The Perfect Picnic was profiled in the March issue of Natural Awakenings magazine. Mahalo to Becky and Bud Kowalski for thinking of us as we launch our Site Tour Experiences in 2015! Select the Book Now tab to secure reservations for The Perfect Picnic today! For any questions, please contact us at (808)638-8333, or e-mail us at [email protected].
Site Tour Experience at Sunset Ranch are provided exclusively in partnership with Hawaiian Fresh Farms, and by reservation ONLY. Visitors can make reservations on the Book NOW tab or by contacting us at (808)638-8333 or [email protected]. Mahalo nui loa!
The Ultimate Hike is offered Sundays and Tuesdays from 11:00 AM to 2:00 PM and 3:00 PM to 6:00 PM. This is an opportunity to access private trails and lookouts in Waimea Valley, learn about the history Sunset Ranch, the valley and enjoy a locally sourced lunch and Hawaiian story-telling. For an additional fee of $40, visitors can also plant a native tree and receive a certificate for their contribution to forest restoration in Hawaii.
The Perfect Picnic is offered Sundays and Tuesdays from 10:00 AM to 12:00 PM, 12:00 PM to 2:00 PM, 2:00 PM to 4:00 PM and 4:00 PM to 6:00 PM. This is a unique experience that provides couples exclusive access to Sunset Ranch to learn about the history of the property and enjoy a locally sourced picnic at one of six pre-designated locations around the property.
The Farm-To-Table Experience is offered every Thursday from 11:00 AM to 2:00 PM and from 3:00 PM to 6:00 PM. This unique and authentic Hawaiian experience includes an elegant tour around Sunset Ranch and an exquisite four course meal in a botanical garden setting with ocean and mountain views.
Aloha! We want to provide a quick update on Charlie’s Pond. In a previous blog a while back, we provided the details of all of the work behind the complete restoration of the pond. Subsequent stabilization and careful management, we then introduced tilapia to begin to establish it as an official aquaculture site. This was also a long and involved process. All that said, we have some great news to share: it was all well worth it! We are VERY happy to share that the tilapia continue to thrive and we currently estimate between 500 and 600 healthy fish. While the management of the approximate 50,000 gallon pond is no easy task, Charlie’s Pond has never looked better and we’re encouraged by the healthy fish production.
Here is a recent pic of Charlie’s Pond. The small fountain you see was recently added to further enhance aeration provided by the running stream. Please contact us if you’d like to learn more about our efforts in this regard. Mahalo nui loa for your support!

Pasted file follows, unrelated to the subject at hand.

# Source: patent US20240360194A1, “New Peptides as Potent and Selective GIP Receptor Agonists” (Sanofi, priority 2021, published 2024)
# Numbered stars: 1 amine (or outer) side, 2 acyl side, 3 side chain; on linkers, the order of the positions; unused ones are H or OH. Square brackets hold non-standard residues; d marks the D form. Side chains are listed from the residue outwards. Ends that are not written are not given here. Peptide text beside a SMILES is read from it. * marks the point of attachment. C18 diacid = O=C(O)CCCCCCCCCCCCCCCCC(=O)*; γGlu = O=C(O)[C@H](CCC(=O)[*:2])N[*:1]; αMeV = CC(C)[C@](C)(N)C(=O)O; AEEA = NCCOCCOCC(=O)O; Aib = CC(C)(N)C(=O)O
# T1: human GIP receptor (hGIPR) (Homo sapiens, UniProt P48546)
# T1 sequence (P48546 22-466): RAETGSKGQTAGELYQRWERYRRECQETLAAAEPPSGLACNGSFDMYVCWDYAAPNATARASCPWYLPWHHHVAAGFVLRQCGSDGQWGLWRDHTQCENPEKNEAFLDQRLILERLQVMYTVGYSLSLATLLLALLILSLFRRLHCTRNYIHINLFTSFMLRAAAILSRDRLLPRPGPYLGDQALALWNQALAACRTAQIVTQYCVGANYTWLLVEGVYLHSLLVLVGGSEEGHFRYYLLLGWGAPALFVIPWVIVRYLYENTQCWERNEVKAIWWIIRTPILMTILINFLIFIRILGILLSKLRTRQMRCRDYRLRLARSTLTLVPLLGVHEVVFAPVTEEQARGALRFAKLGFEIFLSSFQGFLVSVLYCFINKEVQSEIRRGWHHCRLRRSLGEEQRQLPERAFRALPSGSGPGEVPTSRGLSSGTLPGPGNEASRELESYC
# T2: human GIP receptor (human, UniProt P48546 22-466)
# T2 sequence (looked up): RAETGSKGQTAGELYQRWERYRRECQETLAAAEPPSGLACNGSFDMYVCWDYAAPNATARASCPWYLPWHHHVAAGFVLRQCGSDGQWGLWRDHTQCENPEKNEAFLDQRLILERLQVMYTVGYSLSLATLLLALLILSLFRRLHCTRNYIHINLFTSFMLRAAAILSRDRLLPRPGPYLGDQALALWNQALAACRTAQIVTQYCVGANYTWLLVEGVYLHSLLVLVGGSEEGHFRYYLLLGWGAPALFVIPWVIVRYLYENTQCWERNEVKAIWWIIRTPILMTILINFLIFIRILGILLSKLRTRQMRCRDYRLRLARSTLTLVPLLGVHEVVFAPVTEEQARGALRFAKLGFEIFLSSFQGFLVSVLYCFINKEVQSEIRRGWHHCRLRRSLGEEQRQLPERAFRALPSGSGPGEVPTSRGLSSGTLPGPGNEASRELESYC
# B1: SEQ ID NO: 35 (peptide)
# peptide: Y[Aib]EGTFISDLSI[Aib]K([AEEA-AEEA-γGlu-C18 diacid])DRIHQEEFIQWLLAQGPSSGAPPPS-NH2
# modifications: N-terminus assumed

We’re extremely excited to announce that we’re committing several acres of our upper pasture to coffee farming. The coffee farming area will be incorporated into our Environmental Learning Center at the southern most part of the property. The remainder of the upper pasture will continue to be used for our horsemanship programs, and uses as related to Sunset Stables.
The upper pasture sits at about a 950 foot elevation. That, combined with an annual rainfall of approximately 60 inches per year, provides for a decent environment for coffee farming. The upper pasture is also somewhat protected from high wind conditions by the surrounding ironwood and eucalyptus trees. We’ve targeted the Arabica species of coffee for its richness in flavor, and will be growing the following two varieties:
1. Blue Mountain. The Blue Mountain variety is well known for originating in regions of Jamaica. That said, it has been growing in Hawaii for many, many decades. Technically, Blue Mountain is a mutation of Arabica Typica and is a tall growing tree. While the cherry yield isn’t as great as some other varieties, it provides a superb richness in flavor and is often used in various blends; and
2. Red Catuai. The Red “Cat” is a hybrid of Mundo Novo and Caturra and originated in Brazil in the late 1940’s. This variety is common in Hawaii and provides an extremely high yield. These trees do not grow as tall, but can be much fuller than other varieties. The Red Cats are also known for the richness in flavor.
Here is a picture of some year old coffee trees at Sunset Ranch!
While one could argue that the rainfall is sufficient to manage our small coffee farm; we have decided to install a drip line system throughout this dedicated area in order to best manage the dry summer months. The water system will be completed, and all remaining trees will planted, this summer. We’ll keep you posted on their growth! We can’t wait for our first harvest!